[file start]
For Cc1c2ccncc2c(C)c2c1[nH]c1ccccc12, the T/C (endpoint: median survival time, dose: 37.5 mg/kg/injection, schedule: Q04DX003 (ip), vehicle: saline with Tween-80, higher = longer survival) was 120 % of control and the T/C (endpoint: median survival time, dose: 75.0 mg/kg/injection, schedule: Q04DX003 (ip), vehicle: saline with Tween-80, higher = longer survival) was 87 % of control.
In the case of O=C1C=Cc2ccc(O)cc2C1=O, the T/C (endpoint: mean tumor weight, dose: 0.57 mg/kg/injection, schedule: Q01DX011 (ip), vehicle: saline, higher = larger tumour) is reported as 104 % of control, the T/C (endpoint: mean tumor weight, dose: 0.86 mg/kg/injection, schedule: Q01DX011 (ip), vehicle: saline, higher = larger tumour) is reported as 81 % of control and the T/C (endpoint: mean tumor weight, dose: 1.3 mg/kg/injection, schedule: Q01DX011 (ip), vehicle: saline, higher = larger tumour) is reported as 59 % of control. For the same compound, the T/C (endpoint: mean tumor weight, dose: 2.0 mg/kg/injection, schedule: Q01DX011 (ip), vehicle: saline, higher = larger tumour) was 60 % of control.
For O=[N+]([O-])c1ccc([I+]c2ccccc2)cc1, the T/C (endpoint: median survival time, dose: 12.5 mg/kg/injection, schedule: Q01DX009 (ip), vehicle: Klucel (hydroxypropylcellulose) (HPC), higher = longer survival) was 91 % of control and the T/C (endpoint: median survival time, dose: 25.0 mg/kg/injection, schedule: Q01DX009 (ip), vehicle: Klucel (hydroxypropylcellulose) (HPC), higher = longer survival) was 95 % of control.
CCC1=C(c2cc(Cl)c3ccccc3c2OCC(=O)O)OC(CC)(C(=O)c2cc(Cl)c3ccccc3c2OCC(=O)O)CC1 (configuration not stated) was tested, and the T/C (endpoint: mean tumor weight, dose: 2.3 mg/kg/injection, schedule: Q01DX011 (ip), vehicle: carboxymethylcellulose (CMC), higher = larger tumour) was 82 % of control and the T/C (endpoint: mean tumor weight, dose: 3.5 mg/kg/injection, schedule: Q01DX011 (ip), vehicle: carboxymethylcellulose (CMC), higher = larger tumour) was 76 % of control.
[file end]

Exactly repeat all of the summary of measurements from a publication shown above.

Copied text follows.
For Cc1c2ccncc2c(C)c2c1[nH]c1ccccc12, the T/C (endpoint: median survival time, dose: 37.5 mg/kg/injection, schedule: Q04DX003 (ip), vehicle: saline with Tween-80, higher = longer survival) was 120 % of control and the T/C (endpoint: median survival time, dose: 75.0 mg/kg/injection, schedule: Q04DX003 (ip), vehicle: saline with Tween-80, higher = longer survival) was 87 % of control.
In the case of O=C1C=Cc2ccc(O)cc2C1=O, the T/C (endpoint: mean tumor weight, dose: 0.57 mg/kg/injection, schedule: Q01DX011 (ip), vehicle: saline, higher = larger tumour) is reported as 104 % of control, the T/C (endpoint: mean tumor weight, dose: 0.86 mg/kg/injection, schedule: Q01DX011 (ip), vehicle: saline, higher = larger tumour) is reported as 81 % of control and the T/C (endpoint: mean tumor weight, dose: 1.3 mg/kg/injection, schedule: Q01DX011 (ip), vehicle: saline, higher = larger tumour) is reported as 59 % of control. For the same compound, the T/C (endpoint: mean tumor weight, dose: 2.0 mg/kg/injection, schedule: Q01DX011 (ip), vehicle: saline, higher = larger tumour) was 60 % of control.
For O=[N+]([O-])c1ccc([I+]c2ccccc2)cc1, the T/C (endpoint: median survival time, dose: 12.5 mg/kg/injection, schedule: Q01DX009 (ip), vehicle: Klucel (hydroxypropylcellulose) (HPC), higher = longer survival) was 91 % of control and the T/C (endpoint: median survival time, dose: 25.0 mg/kg/injection, schedule: Q01DX009 (ip), vehicle: Klucel (hydroxypropylcellulose) (HPC), higher = longer survival) was 95 % of control.
CCC1=C(c2cc(Cl)c3ccccc3c2OCC(=O)O)OC(CC)(C(=O)c2cc(Cl)c3ccccc3c2OCC(=O)O)CC1 (configuration not stated) was tested, and the T/C (endpoint: mean tumor weight, dose: 2.3 mg/kg/injection, schedule: Q01DX011 (ip), vehicle: carboxymethylcellulose (CMC), higher = larger tumour) was 82 % of control and the T/C (endpoint: mean tumor weight, dose: 3.5 mg/kg/injection, schedule: Q01DX011 (ip), vehicle: carboxymethylcellulose (CMC), higher = larger tumour) was 76 % of control.